Prerequisites: Admission to Teacher Education Program.

ECEL424: In-Service Supervised Student Teaching

Replaces student teaching for students who are employed as full-time teachers with primary responsibility for a classroom. Students are supervised by university faculty during one semester. Students must obtain permission of the school district and department and complete a COP application. Specific qualifications are required. 8 sh.

Prerequisites: ECEL 200.

ECEL427: Explorations: Science, Math, and Technology in the Elementary Classrooms (3 hours lecture)

Explores the nature of elementary science and math instruction, how to incorporate these disciplines in inclusive upper elementary/middle school classrooms . Hands-on/minds-on science and math activities and effective management techniques that engage children in the wonder and critical study of life, earth, physical (human-made), and space sciences will be examined. Stategies to adapt science and math learning to individual learners will be emphasized. Students will gain confidence and skills in the unifying concepts of science: systems, order, and organization; evidence, models and explanation; change, constancy, and measurement; evolution and equilibrium; and form and function. Mathematical concepts such as geometric thinking and spatial sense, chance and data analysis, number systems and number sense, patterns and algebraic thinking, and problem solving will also be explored. 3 sh.

Prerequisites: ECEL 200 and admission to Teacher Education Program.

ECEL435: Content Integration and Assessment in Inclusive Early Childhood Classrooms (2 hours lecture, 1 hour other)

In this course, students engage in reflective curriculum planning. Students articulate and discuss developmentally appropriate practice and develop an integrated unit that incorporates state standards, differentiated instructional strategies, and appropriate adaptations for students with diverse learning styles and interests, students with disabilities, and English Language Learners. Students examine issues related to their teaching and learning experiences focusing on inclusion practices, authentic assessment, classroom management, and culturally responsive teaching. Students critically reflect on their teaching beliefs and explore teacher professionalism in inclusive early childhood classrooms. 3 sh.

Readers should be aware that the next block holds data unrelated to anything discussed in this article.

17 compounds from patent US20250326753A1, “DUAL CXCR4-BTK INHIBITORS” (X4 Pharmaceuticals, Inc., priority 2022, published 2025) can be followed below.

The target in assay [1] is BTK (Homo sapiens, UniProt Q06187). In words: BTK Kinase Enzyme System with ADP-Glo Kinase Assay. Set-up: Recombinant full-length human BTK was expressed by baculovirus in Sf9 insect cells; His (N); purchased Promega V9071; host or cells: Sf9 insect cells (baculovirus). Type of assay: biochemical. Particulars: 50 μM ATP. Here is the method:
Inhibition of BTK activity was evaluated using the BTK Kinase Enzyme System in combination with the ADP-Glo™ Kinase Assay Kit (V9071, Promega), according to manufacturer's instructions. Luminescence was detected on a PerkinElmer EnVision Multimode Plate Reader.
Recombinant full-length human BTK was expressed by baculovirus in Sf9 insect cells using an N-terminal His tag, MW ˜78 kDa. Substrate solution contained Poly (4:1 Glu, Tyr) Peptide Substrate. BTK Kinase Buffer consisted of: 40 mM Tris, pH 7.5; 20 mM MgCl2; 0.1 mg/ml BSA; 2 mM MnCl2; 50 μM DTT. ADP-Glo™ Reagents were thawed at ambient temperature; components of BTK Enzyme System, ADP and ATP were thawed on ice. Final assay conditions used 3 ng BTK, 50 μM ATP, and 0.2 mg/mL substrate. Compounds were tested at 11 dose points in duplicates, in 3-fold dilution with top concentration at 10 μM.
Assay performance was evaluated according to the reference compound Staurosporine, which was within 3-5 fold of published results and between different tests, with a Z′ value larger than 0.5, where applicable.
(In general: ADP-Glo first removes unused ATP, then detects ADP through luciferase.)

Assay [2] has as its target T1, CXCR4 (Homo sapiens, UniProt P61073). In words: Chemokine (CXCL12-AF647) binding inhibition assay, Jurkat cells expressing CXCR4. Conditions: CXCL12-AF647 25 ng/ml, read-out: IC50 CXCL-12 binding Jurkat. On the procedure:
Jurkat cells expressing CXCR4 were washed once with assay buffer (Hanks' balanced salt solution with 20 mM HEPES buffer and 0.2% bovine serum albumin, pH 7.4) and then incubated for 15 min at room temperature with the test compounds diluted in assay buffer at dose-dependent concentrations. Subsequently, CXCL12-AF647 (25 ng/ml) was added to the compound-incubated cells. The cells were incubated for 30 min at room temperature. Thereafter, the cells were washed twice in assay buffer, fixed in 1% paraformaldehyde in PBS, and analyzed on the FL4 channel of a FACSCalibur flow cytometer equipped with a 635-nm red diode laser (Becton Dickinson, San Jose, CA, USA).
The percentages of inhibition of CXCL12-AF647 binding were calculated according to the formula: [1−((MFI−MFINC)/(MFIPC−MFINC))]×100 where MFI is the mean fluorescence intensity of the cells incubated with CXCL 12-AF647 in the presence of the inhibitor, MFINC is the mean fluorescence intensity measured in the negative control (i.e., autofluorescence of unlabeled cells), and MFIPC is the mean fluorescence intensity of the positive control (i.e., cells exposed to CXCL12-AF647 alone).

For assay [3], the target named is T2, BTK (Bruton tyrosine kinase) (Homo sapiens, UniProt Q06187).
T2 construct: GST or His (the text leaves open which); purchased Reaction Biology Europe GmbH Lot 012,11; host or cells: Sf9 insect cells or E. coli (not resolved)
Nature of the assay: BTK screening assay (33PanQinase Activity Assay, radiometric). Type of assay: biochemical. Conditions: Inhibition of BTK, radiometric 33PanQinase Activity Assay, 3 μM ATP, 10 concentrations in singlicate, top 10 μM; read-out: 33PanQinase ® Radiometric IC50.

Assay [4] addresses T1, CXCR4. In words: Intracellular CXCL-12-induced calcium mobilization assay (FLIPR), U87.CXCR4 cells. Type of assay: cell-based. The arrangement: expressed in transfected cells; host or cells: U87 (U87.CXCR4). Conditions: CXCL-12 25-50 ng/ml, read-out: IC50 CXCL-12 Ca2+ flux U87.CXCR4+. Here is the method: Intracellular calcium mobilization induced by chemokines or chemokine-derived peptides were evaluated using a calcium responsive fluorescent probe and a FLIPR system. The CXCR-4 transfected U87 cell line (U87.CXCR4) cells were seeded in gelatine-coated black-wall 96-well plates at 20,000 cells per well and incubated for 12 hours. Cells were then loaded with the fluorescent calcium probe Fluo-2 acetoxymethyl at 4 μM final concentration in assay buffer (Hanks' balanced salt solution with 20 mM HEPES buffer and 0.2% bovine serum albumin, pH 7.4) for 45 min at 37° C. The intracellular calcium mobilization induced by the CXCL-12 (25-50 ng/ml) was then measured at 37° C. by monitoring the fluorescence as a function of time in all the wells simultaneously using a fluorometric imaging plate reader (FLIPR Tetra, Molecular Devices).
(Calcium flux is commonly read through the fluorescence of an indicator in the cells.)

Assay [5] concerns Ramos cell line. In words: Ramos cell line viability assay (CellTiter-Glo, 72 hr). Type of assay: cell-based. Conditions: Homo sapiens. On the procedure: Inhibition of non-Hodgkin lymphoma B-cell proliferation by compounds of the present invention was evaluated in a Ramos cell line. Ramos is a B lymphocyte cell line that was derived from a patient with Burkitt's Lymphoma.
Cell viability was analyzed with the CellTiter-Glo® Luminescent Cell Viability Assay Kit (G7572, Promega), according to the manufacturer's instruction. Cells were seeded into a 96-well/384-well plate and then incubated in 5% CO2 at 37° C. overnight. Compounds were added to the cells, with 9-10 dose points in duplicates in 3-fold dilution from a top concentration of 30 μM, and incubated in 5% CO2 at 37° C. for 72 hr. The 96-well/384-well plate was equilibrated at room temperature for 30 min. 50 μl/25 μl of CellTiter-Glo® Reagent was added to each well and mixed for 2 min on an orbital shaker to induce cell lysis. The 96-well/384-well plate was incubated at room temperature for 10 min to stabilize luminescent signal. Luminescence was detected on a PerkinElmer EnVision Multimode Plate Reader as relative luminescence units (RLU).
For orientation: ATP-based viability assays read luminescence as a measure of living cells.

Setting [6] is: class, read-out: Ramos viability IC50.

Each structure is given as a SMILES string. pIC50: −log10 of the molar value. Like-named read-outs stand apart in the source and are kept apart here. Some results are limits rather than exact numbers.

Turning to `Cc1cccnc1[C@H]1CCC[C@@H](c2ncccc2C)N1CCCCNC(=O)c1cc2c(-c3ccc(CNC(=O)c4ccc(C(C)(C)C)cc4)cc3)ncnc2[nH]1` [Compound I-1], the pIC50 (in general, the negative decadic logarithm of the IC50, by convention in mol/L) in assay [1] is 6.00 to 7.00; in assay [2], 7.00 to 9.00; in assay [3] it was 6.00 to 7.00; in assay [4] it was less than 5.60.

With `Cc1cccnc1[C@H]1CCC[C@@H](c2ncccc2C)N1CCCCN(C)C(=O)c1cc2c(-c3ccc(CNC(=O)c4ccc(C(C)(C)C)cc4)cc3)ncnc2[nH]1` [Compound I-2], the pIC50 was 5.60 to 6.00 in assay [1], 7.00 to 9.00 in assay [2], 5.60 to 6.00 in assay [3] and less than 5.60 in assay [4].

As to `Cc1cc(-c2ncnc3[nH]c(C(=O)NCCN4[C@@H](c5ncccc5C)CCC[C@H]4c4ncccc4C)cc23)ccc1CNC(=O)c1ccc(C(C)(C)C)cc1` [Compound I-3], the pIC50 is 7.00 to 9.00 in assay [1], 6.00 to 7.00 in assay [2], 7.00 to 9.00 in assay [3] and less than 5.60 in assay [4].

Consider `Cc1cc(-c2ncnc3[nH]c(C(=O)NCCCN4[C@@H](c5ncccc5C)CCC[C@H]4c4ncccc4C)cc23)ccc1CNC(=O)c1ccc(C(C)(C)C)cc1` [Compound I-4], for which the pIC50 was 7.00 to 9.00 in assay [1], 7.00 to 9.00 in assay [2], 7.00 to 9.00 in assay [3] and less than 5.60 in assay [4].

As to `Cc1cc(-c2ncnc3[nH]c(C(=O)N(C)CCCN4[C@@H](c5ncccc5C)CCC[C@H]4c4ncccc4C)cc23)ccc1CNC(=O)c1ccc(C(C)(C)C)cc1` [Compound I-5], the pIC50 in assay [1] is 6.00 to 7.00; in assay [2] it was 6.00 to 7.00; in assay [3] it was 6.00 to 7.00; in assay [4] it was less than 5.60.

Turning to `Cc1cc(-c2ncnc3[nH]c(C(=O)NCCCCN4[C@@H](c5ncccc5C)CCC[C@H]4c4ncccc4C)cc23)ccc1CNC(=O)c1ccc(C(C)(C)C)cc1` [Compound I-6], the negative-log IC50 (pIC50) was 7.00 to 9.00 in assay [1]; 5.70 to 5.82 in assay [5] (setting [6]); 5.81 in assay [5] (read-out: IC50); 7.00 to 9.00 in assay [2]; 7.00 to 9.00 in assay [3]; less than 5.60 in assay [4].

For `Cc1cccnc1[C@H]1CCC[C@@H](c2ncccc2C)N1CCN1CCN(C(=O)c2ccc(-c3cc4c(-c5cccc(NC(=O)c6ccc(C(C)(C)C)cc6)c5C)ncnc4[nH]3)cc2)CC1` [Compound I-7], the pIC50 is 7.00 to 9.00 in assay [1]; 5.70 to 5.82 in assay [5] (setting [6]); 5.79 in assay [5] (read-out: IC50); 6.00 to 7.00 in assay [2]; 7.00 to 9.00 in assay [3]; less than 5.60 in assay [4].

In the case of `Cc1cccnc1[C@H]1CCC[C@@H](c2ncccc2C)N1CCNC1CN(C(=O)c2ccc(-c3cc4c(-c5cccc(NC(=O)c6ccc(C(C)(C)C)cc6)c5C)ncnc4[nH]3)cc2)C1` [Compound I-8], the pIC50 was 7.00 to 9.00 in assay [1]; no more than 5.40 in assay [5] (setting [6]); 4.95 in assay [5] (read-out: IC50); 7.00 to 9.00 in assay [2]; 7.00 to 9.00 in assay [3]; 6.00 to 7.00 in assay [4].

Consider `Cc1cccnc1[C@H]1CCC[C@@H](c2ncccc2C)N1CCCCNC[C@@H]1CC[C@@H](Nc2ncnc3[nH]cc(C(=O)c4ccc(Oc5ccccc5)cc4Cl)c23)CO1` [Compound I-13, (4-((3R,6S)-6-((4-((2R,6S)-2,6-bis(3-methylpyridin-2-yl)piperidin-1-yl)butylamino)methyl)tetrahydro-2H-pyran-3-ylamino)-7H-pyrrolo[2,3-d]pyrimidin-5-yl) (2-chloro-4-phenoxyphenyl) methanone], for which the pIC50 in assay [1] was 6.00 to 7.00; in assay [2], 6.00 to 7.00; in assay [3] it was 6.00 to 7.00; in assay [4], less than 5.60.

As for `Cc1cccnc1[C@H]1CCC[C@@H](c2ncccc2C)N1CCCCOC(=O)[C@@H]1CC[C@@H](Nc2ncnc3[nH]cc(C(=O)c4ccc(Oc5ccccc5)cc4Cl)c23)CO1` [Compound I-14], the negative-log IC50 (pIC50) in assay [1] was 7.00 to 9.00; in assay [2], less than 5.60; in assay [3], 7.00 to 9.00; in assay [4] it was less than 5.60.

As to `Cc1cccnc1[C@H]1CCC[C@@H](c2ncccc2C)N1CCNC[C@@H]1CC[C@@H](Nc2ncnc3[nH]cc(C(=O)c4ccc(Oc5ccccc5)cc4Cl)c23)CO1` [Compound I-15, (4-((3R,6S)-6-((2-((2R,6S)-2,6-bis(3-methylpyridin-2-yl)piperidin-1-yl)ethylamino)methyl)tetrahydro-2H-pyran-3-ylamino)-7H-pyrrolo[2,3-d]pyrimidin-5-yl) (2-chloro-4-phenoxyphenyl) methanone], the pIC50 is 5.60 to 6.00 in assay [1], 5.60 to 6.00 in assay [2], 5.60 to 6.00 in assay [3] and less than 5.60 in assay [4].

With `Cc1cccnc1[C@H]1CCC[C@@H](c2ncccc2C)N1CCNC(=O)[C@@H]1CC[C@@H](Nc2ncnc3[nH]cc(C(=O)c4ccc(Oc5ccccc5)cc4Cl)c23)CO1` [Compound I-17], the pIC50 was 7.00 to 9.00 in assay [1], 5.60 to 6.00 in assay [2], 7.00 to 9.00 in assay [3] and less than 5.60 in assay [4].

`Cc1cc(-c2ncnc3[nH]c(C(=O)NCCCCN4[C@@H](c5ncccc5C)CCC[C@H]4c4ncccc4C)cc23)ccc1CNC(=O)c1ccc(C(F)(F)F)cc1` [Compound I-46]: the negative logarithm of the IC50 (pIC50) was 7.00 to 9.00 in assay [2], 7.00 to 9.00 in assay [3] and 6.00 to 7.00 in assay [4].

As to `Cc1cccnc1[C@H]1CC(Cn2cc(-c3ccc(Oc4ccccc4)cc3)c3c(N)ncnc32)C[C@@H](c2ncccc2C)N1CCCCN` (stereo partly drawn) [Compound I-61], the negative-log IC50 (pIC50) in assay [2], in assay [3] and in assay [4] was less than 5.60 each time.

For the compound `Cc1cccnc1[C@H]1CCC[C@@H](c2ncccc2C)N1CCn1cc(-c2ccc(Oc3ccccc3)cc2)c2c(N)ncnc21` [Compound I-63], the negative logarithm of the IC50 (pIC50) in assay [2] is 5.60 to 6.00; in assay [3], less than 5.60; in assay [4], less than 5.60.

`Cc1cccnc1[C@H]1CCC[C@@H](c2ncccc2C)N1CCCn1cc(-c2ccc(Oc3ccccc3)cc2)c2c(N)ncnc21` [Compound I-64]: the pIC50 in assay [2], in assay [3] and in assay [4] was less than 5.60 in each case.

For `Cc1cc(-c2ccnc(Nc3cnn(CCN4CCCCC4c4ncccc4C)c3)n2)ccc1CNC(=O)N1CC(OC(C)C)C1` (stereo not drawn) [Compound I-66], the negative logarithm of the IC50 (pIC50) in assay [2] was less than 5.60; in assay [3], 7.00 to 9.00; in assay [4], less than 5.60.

Prerequisites: ECEL 420.

EDFD176: The Italian American Experience: On the Margins or in the Mainstream? (3 hours lecture)

An introduction to Italian American Studies offering an overview of the Italian experience in the United States from the first great waves of immigration to today. Focus will be on the politics of representation of Italian American identity in works from a wide textual base: literature and journalism, cinema, the figurative arts, music, television, advertising, etc. Themes to be investigated include the trauma of separation, relationships with the dominant culture and other ethnic communities, and the formulation of ethnic identity in a U.S. context. A major component of this course will be oral history research in the local community. Taught in English. Cross listed with Classics, GNHU 176; Spanish and Italian, ITAL 275. 3 sh.

EDFD200: Psychological Foundations of Education (3 hours lecture)

The psychological foundations of education enable students to understand and apply essential topics in teaching and learning including development, motivation, diversity and assessment. Through relating theoretical frameworks to empirical research and applying them to classroom settings, students will be better able to understand their own experience as learners and conceptualize their future practice as teachers. Meets Gen Ed 2002 - Social Science, Social Science. 3 sh.

Prerequisites: ENWR 105 or HONP 100.

EDFD210: Public Purposes of Education: Democracy and Schooling (3 hours lecture)

This course examines the public purposes of education in our social and political democracy. Students inquire into the role of schools in fostering the development of democratic principles and practices and examine various curriculum designs and pedagogical strategies. Students also explore the main issues stemming from the efforts to teach democratically in public educational institutions. Students complete 30 hours of fieldwork in an assigned high-performing urban school, which provides a context for these explorations. They examine and analyze successful practices of instruction and classroom management. Attendance at the first class is required to verify field expectations. This course is pre-requisite for admission into the teacher education program. Cross-listed with SASE 210 and READ 210. 3 sh.

Prerequisites: Sophomore level or higher and ENWR 105 or HONP 100.

EDFD220: Philosophical Orientation to Education (3 hours lecture)

Western philosophical heritage as related to the issues and responsibilities of American education. Comparative analysis of past and current ideological movements that influence moral, social, and educational decisions of parents, political leaders, and professional educators. Meets Gen Ed 2002 - Humanities, Philosophy or Religion. 3 sh.

Prerequisites: ENWR 105 or HONP 100.

EDFD221: Historical Foundations of American Education (3 hours lecture)

This course offers students the crucial sequence of ideas that constitute one of the central themes in American society and culture. Since its beginnings, American thinkers have seen education as the key to an informed citizenry. Major themes in American education will be looked at through the reading of primary and secondary sources. Meets Gen Ed 2002 - Social Science, American or European History. 3 sh.